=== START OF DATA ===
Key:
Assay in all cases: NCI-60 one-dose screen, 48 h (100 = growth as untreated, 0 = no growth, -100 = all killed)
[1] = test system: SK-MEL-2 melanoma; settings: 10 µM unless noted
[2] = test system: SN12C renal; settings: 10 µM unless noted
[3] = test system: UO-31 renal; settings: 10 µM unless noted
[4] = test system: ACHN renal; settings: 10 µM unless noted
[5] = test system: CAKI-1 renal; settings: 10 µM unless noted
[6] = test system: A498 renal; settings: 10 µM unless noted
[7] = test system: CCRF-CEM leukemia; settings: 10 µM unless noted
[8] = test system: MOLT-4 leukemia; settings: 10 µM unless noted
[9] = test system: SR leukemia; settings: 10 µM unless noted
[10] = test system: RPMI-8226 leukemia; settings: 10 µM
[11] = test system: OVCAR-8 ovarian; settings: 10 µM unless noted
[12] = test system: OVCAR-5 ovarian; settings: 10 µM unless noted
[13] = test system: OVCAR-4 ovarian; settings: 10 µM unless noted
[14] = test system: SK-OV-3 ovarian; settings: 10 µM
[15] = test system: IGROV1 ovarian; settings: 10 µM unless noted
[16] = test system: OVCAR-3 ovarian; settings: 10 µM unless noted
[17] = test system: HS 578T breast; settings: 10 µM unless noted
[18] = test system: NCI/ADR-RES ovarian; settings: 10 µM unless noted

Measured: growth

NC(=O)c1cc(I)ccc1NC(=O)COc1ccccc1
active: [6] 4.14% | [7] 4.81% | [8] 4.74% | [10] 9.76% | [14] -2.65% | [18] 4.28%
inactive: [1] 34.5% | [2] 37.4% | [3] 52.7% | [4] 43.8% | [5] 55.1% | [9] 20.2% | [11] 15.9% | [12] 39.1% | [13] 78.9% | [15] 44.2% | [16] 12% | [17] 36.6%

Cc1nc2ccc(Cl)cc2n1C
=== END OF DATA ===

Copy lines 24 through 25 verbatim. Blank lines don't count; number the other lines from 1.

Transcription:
inactive: [1] 34.5% | [2] 37.4% | [3] 52.7% | [4] 43.8% | [5] 55.1% | [9] 20.2% | [11] 15.9% | [12] 39.1% | [13] 78.9% | [15] 44.2% | [16] 12% | [17] 36.6%

Cc1nc2ccc(Cl)cc2n1C